"There were reams of loan files with no credit memoranda in them," he said. "I spent the first few months I was here going through every loan file, only to realize there was nothing in them."
Mr. Powell said there were loan officers with "zero experience." Employment at the company appeared to be based on patronage, with the coveted jobs "going to cousins, or friends, or whatever." Some staff members were making more money than their superiors.
By the end of 1991 Mr. Perdue had resigned, returning to politics. One board member said the holding company, it's multibank aspirations unfulfilled, "simply couldn't afford his salary."
Mr. Perdue, who made $150,000 a year as chief executive of the holding company, declined to be interviewed for this article.
Once Mr. Powell was firmly in control, he made some significant changes. One was firing the 14-person staff of the holding company, which had abandoned its effort to become a multibank organization.
The bank hired three of the 14, but total employment at the company went from 92 at the end of 1990 to 63 a year later.
"That was the worst part," Mr. Powell said. "Laying people off or reducing their salaries."
Meanwhile Mr. Tatum had set about cleaning up the loan portfolio.
The immaculately groomed executive takes special pleasure in making things right.
He acknowledges a "sadistic interest in paperwork" and came to an interview with 10 pages of notes detailing what he wanted to say.
"I go after past-dues with vengeance," Mr. Tatum said.
"I think he'd collect on anybody, no matter who," said Mr. Powell.
Northside's nonperforming assets have been reduced by two-thirds. The bank was released from an FDIC memorandum of understanding in February, 17 months after it was issued.
In the Black
In late 1992, the bank became profitable again. It made $318,000 last year, and so far this year has made $259,000 with no loan-loss provisions.
Only three out of 18,000 credits were past due at midyear, and the high-rate jumbo deposits used to grow the bank in the early years have been bled off.
Northside now is considering new branch sites, is offering mutual funds and is on the verge of launching its own credit card.
With the cleaning job done, Mr. Powell can look bank on why he stuck it out.
"I know a lot of bankers in Georgia, and I think I have a pretty good reputation," he said. "I just didn't want anyone to think that I couldn't do it."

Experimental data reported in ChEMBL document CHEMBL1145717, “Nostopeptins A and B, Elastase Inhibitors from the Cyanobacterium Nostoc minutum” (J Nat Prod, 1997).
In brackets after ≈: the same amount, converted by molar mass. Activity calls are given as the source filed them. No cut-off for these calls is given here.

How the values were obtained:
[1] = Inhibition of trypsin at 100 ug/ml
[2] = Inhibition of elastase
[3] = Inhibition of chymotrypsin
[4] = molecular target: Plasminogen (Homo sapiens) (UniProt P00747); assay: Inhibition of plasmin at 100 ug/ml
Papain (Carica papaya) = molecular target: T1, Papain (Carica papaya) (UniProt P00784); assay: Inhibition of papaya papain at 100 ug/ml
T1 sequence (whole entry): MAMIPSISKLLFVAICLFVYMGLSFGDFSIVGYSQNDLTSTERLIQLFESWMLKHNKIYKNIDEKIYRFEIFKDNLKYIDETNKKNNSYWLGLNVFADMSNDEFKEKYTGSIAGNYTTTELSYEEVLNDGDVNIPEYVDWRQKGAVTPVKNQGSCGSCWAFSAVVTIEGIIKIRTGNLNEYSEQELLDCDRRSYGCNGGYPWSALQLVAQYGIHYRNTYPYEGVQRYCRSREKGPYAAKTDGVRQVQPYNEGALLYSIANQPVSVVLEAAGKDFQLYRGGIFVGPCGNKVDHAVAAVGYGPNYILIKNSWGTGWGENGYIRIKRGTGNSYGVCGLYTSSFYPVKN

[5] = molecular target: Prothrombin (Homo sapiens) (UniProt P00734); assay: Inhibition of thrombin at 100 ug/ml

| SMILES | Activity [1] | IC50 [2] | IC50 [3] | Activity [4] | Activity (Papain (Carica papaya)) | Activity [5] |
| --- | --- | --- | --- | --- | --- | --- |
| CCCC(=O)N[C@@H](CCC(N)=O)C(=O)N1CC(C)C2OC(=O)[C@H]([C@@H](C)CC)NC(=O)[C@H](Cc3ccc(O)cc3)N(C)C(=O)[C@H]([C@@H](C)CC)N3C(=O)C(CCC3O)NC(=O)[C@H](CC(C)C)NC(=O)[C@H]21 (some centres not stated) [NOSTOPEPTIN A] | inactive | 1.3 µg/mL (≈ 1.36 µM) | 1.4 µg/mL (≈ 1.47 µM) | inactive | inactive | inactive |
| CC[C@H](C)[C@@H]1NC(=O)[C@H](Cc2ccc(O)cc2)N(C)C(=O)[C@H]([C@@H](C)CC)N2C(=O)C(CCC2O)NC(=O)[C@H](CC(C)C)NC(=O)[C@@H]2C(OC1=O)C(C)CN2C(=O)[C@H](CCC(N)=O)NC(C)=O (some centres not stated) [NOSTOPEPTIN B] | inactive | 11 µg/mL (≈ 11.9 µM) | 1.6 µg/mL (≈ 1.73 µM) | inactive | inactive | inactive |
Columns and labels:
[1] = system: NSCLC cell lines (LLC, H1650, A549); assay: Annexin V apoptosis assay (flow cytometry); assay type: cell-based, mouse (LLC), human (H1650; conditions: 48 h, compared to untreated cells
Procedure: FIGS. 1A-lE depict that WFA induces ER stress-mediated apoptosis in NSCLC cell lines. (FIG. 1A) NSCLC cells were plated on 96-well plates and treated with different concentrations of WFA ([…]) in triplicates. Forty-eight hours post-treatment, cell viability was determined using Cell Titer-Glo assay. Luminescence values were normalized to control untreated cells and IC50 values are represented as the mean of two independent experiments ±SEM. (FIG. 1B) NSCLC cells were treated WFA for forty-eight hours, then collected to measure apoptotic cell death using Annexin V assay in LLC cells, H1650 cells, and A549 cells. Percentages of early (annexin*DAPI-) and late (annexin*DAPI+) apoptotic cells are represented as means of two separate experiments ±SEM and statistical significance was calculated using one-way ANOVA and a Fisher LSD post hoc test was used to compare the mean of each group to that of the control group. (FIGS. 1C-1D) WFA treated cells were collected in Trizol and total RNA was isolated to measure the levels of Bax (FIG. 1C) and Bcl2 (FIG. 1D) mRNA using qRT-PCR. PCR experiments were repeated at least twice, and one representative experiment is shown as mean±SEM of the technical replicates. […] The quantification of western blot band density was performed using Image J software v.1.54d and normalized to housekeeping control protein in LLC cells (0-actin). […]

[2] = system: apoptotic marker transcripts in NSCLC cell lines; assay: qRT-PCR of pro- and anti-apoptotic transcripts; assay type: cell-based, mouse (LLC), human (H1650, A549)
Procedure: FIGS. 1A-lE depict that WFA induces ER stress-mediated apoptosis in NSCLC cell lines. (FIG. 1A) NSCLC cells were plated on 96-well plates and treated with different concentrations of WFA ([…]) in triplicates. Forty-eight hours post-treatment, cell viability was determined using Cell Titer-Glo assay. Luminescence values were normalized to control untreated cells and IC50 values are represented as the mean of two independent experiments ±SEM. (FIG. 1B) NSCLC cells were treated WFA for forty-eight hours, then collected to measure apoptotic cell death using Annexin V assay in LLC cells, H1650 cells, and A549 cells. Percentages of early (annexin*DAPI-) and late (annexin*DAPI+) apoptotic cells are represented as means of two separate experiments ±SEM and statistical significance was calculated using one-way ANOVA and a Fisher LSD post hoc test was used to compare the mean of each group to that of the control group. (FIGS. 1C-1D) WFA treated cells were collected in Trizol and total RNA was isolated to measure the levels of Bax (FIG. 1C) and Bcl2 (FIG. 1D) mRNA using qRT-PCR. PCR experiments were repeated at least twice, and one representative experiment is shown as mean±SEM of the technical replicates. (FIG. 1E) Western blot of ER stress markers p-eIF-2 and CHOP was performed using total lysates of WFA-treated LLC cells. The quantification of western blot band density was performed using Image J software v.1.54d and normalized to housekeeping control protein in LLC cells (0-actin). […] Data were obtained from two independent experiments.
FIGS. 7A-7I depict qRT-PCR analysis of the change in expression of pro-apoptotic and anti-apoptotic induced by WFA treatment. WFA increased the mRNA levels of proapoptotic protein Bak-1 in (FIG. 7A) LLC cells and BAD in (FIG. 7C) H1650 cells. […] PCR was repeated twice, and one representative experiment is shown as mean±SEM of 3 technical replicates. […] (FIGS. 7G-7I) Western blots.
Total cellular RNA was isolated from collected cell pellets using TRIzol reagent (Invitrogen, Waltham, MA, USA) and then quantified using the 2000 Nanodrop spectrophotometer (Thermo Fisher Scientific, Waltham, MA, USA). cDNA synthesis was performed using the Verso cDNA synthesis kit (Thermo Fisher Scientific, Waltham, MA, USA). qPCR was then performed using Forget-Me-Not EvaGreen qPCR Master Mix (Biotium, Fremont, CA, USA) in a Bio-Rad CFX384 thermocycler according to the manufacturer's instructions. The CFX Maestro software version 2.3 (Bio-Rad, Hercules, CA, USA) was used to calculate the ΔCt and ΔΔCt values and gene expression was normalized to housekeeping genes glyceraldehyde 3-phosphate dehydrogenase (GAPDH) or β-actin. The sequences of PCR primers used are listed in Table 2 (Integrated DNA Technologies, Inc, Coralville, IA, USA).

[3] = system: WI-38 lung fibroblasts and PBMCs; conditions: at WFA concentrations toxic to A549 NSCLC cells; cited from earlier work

|There Are Very Few People Still Mad at Us'
ROSWELL, Ga. -- When James Powell and Laurice Tatum, respectively CEO and chief credit officer of Northside Bank and Trust Co., got here in 1990, they might as well have worn buttons on their lapels that screamed, "Pay Up!"
Mr. Powell "likes to say that I'd foreclose on my mother if she was late by 30 days," Mr. Tatum, the point man for much of Northside's cleanup, said with a laugh.
But the aggressive workouts created relatively little ill will in this tight-knit community, Mr. Powell said.
When he lunches at the local delicatessen, he's heartily welcomed by patrons who still do business with the bank. And his children and Mr. Tatum's children hang out with those of borrowers.
Mr. Powell says the good will reflects the success of the bank's founders in establishing it as a community fixture.
"That's the one thing they did right," Mr. Powell said. "They marketed this institution to make it a key part of this community, and they succeeded."
Mr. Powell said that despite its problems, Northside remained the premier community bank in suburbs north of Atlanta.
Throughout 1990 and 1991, its core deposits remained steady as management bled off high-cost deposits and went after nonaccruals with a vengeance.
A key reason was Northside's board. Only two directors resigned, one being Tom Perdue, the Georgia politician who was the driving force behind the bank's formation.
"This has been a very cohesive board," said bank chairman Trummie L. Patrick, a local insurance agent. "We all hanged tough."
"There are very few people who are really still made at us," Mr. Powell said. "Even though this is a very personal business, you can't get emotional."